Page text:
These recordings capture him in the period just before he broke on the mainstream scene to the apex of the White Stripes portion of his career, The Satan Tour '05.

It's built around his choice of blues covers originally performed by the likes of Blind Willie McTell, Robert Johnson and Son House...with a handful of other songs tossed into the mix.
Interspersed among the classics are some of his own songs, more derivative examples than interpretive.

There's a lot of good stuff in here but the NOT TO BE MISSED tracks are #2,7,9,10,12,13,14 and 15. And at least one of the "Death Letters".

And #10...which i said, but i really mean.

01-I Just Can't Keep From Cryin' - Death Letter 2005-08-17 Los Angeles CA

02-Lord Send Me An Angel 2001-03-01 Silverlake CA

03-Ball & Biscuit - Instinct Blues - Ball & Biscuit 2005-09-16 Toronto ON

04-House of the Risin' Sun 2005-09-09 Indianapolis IN

05-Lafayette Blues 2001-09-14 Houston TX

06-Sister Do You Know My Name 2005-08-17 Los Angeles CA

07-Hello Operator 2005-09-16 Toronto ON

08-Little Bird>Got Your Money - Little Bird 2004-08-01 Naeba Japan

09-St James Infirmary Blues 2005-09-19 Providence RI

10-The Big 3 Killed My Baby 2005-09-30 Detroit MI

11-Lovesick 2001-11-29 Montpellier France

12-You're Southern Can Is Mine 2001-03-01 Silverlake CA

13-Dyin' Crapshooter Blues 2001-06-03 Detroit MI

14-Stop Breaking Down 2002-06-30 Los Angeles CA

15-Stones In My Passway 2005-09-21 Boston MA

16-Instinct Blues 2005-09-30 Detroit MI

17-Let's Build A Home - Goin' Back to Memphis 2003-07-02 Chicago IL

18-Outlaw Blues 2003-11-24 Camden NJ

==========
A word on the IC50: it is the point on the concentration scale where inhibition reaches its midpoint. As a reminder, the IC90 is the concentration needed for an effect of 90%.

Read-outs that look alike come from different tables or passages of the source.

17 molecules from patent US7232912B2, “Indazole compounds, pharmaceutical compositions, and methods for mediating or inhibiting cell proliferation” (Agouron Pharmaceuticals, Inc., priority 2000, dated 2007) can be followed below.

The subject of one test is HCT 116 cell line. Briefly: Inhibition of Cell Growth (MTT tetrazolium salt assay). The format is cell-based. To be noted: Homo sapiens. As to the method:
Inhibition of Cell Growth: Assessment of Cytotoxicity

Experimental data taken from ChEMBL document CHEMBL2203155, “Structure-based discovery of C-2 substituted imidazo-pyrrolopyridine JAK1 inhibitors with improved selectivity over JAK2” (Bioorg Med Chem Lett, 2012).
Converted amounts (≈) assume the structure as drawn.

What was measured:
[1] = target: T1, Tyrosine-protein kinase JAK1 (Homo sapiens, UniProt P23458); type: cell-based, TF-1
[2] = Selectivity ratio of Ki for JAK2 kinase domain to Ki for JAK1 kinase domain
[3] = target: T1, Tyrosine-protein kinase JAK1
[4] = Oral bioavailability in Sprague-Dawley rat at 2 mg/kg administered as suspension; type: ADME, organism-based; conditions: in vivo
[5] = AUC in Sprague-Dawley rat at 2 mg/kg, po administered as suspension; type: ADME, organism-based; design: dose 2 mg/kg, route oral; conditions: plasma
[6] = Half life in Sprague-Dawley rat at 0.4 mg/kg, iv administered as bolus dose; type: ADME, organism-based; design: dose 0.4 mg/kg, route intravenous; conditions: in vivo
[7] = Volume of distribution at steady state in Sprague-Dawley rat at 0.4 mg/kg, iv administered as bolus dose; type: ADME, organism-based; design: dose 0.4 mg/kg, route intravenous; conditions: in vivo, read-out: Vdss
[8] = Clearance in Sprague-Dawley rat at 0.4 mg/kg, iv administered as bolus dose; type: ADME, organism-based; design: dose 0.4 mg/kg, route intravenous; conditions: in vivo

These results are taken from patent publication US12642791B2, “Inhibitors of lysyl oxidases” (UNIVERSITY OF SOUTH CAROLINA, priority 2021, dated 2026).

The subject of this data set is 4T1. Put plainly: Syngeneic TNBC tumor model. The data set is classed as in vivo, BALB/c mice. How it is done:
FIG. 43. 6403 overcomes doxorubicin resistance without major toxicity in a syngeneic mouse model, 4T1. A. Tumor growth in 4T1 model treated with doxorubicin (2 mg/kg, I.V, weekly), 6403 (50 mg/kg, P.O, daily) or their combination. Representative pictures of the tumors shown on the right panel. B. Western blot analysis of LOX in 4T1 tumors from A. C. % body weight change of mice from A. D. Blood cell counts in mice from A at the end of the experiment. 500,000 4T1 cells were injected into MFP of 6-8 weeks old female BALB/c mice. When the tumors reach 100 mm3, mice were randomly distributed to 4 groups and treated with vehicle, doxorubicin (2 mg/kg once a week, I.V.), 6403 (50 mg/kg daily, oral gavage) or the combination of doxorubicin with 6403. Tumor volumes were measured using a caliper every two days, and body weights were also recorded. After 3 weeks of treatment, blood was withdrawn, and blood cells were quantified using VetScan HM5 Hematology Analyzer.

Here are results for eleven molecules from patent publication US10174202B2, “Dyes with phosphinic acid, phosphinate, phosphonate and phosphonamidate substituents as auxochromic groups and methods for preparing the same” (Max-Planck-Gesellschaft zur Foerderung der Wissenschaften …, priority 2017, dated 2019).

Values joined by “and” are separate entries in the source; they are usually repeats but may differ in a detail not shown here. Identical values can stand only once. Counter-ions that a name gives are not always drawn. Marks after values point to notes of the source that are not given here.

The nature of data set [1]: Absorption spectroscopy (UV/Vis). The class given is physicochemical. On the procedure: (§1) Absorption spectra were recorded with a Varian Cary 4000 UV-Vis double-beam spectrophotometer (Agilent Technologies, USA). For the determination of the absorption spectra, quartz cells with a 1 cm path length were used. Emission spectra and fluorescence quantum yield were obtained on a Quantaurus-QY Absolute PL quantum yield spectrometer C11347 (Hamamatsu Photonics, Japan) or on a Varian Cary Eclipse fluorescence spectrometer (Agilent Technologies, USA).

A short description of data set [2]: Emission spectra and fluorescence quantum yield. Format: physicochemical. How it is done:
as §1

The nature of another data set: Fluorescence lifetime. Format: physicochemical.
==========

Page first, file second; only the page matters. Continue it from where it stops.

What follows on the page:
19-Rat Tease - Take A Whiff On Me 2003-05-30 Vienna Austria

20-You Can't Get That Stuff No More - Death Letter 2005-09-13 Louisville KY

21-Boll Weevil Blues 2005-08-17 Los Angeles CA

Saturday, October 14, 2006

Stop, Drop 'N Skank
Avondale High
Toronto ON

Avondale Alternative School held a student organized fund raiser on Friday the 13th and they had no bad luck whatsoever. Headlining the evening were Stop,Drop'N Skank, a ska-reggae outfit in it's early stages of development. The evening was rounded out with performances by students 'n staff.

My son Michael filmed the event as part of his own apprenticeship. mrmikelproductions is starting to get it's legs, as chances for practice and promotion keep popping up.

Here's how it went down on Friday night.

The students are stoked. A youthful excitement permeates the gymnasium. Or is that the tantilizing scent of the forbidden fragrance, AXE? Squealing girls and posing boys bounce and bray on the boards. They've spent a good amount of time and energy decking the hall out in two-tone checkers, one step beyond 1979. Tables at the back are filled with pastries and pop. No special brownies allowed. We're ready for a sock-hop, though they'd never call it that without blushing.